What stories, what adventures, what crimes has salt forced on man? Margaret Visser claims that salt has forced man to explore, to think, to work, to travel; that he has fought, built, destroyed, extorted, and haggled. It is a craving for this edible rock, as she calls it, that urged the Romans to construct the great, ageless Via Salaria, to safely deliver salt to Rome from the mines at Ostia. Oh, those rapacious, salacious Romans needed every grain they could get, considering the staggering amount of salted rotten fish sauces, salted vegetables, salt drugs, and salt disinfectants that they consumed, and they needed salt just to pay soldiers their salary, a word which, incidentally, means salt.
From the miniscule white rock innocently resting on my palm, the screams of murder and mayhem resound from medieval France as men, women, and children await death by hanging for smuggling salt. The French monarchy has imposed such impossible taxes on salt that the poor French smuggle it in on their women’s false rears. The cries are heard until 1789; the protests to this crushing salt tax have ignited the grisly French Revolution.
My grains of salt make me think of the great Mahatma Gandhi. It’s 1930. I see old, withered Gandhi calmly marching with hundreds of Indians to the sea where they will take back the salt beds for the people of India. Indian families had been extracting salt from the sea for centuries when the British snatched away control, leaving thousands of families unemployed and destitute.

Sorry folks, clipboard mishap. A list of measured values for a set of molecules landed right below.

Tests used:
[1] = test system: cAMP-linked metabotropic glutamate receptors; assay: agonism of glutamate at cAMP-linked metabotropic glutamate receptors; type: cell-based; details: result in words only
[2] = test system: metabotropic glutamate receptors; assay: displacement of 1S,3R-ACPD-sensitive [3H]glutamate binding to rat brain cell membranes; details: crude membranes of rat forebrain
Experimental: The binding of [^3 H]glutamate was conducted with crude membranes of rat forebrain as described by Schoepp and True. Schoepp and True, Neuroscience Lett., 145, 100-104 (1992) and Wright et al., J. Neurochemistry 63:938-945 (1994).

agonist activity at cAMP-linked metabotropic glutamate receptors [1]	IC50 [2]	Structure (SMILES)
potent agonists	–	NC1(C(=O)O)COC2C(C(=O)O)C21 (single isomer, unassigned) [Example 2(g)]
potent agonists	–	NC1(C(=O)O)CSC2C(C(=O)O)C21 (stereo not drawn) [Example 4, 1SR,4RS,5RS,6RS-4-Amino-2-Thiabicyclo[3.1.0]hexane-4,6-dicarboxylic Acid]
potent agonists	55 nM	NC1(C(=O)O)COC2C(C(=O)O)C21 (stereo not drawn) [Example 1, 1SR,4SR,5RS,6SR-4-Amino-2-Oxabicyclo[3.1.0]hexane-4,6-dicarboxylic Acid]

Some say there is magical power in a grain or two of salt, enough to break spells, scare witches, and bring peace to quarrelling neighbours. In his famous Last Supper painting, Leonardo da Vinci depicted Judas as upsetting the salt cellar, a bad omen. Greeks, Romans, and Egyptians pacified the gods with sacrifices of salt. They believed the gods listened most attentively to prayers uttered in a salt mine. Christ told his followers to be the salt of the earth. No wonder in medieval times people rubbed newborns with salt and sealed every bargain with it.
Maybe this is why salt features so prominently in fairy tales. Once upon a time, a Russian merchant gave each of his three sons a ship. Since Ivan the youngest was a fool, he was given a cheap cargo of wooden beams. His ship was blown off course and he landed on an island of pure salt. At once his fortunes changed. After Ivan replaced the wood with salt, favourable winds blew him to a great city, where he secretly added a pinch of salt to every dish of food in the king’s kitchen. The king ate the delicious food, and demanded to know why it suddenly tasted so good. He bought Ivan’s load of salt in exchange for gold, silver, and his beautiful daughter.
Salt conjures up a story of a princess who is banished after telling her foolish father that she loves him as much as salt loves meat; a Biblical tale about a homeless woman who is turned into a pillar of salt as she looks back on her burning home. It recalls the salty tear of a velveteen rabbit from which springs an exquisite fairy.
How can humble salt, that we throw on our roads and trample on; how can ordinary salt, one of the cheapest items in the grocery store, have such a vibrant, exotic past? The stories I tell you are true, or I am not worth my salt!
[Katherine Martinko, 2003]